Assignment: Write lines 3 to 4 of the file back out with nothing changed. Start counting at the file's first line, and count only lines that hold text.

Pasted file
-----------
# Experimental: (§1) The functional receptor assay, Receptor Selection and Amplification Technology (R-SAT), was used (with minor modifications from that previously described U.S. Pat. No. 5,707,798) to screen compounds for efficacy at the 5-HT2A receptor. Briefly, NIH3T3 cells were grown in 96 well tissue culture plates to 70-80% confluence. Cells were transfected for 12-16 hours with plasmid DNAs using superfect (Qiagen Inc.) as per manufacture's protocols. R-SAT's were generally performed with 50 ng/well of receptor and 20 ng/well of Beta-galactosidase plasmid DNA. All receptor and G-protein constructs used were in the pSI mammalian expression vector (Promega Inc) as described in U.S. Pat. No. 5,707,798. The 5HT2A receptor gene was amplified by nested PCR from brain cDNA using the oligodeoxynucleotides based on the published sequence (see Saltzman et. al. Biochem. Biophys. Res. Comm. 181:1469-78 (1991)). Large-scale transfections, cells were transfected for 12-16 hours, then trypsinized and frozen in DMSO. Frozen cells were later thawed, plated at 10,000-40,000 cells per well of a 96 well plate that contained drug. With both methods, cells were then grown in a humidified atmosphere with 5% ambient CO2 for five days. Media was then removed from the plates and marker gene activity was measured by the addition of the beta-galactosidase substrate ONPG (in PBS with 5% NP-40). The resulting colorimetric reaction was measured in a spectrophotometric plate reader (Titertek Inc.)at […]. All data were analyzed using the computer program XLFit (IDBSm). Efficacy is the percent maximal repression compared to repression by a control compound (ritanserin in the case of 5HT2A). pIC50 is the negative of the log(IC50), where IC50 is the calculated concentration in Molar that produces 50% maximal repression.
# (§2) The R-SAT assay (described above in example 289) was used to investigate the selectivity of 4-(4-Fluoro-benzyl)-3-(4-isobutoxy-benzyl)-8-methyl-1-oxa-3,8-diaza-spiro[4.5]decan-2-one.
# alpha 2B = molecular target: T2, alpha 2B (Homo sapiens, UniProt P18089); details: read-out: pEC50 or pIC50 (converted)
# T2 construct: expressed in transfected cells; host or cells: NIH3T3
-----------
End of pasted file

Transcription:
# alpha 2B = molecular target: T2, alpha 2B (Homo sapiens, UniProt P18089); details: read-out: pEC50 or pIC50 (converted)
# T2 construct: expressed in transfected cells; host or cells: NIH3T3